The Hierarchical Data Format is a binary, self-describing format, supporting regular strided and random access. There are three main options in Python to interact with HDF5
- h5py - an unopinionated reflection of the HDF5 library
- pytables - an opinionated version, adding extra features and conventions
- pandas.HDFStore - a commonly used format among Pandas users.
All of these libraries create and read HDF5 files. Unfortunately some of them have special conventions that can only be understood by their library. So a given HDF5 file created some of these libraries may not be well understood by the others.
If given an explicit object (not a string uri), like an
pandas.HDFStore then the
odo project can
intelligently decide what to do. If given a string, like
odo defaults to using the vanilla
h5py solution, the least opinionated of the three.
You can specify that you want a particular format with one of the following protocols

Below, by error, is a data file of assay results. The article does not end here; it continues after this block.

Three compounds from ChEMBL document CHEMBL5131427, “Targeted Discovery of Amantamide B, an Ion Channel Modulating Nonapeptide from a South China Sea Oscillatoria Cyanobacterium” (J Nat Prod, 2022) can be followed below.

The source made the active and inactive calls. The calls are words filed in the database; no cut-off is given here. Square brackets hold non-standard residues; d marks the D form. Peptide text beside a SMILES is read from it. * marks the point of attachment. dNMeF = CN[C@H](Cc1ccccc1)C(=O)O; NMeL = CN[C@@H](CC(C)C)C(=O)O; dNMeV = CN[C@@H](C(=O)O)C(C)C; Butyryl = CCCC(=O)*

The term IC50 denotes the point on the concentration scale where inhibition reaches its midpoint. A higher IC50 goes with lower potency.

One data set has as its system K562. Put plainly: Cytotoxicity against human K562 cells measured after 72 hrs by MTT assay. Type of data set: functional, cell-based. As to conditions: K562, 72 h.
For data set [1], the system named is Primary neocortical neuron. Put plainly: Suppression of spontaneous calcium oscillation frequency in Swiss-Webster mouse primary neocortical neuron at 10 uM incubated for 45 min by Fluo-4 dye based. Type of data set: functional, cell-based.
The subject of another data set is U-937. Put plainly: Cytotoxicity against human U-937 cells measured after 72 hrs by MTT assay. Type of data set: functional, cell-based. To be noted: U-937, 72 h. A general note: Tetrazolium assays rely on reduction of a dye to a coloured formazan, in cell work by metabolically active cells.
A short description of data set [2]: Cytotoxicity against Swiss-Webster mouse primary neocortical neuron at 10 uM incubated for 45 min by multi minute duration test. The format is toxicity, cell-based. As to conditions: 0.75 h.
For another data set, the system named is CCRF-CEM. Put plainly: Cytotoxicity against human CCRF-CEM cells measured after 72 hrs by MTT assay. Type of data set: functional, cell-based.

Each library has limitations.
- H5Py does not like datetimes
- PyTables does not like variable length strings,
- Pandas does not like non-tabular data (like
ndarrays) and, if users don’t select the
format='table'keyword argument, creates HDF5 files that are not well understood by other libraries.
Our support for PyTables is admittedly weak. We would love contributions here.
A URI to an HDF5 dataset includes a filename, and a datapath within that file. Optionally it can include a protocol
Examples of HDF5 uris:
The default paths in and out of HDF5 files include sequences of Pandas
DataFrames and sequences of NumPy
h5py.Dataset <-> chunks(np.ndarray) tables.Table <-> chunks(pd.DataFrame) pandas.AppendableFrameTable <-> chunks(pd.DataFrame) pandas.FrameFixed <-> DataFrame